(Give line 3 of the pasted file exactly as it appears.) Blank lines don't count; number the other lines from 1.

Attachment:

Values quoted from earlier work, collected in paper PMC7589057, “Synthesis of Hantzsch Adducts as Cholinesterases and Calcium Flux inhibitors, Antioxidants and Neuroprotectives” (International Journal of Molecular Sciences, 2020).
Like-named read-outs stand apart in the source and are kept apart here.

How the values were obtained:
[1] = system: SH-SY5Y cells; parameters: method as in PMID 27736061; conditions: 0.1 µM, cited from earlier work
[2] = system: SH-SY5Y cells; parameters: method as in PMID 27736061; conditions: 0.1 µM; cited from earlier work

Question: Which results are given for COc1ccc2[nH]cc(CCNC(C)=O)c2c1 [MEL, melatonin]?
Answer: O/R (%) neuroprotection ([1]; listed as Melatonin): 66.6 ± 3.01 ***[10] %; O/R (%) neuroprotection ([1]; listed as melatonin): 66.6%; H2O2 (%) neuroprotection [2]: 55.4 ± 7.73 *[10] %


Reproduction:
How the values were obtained: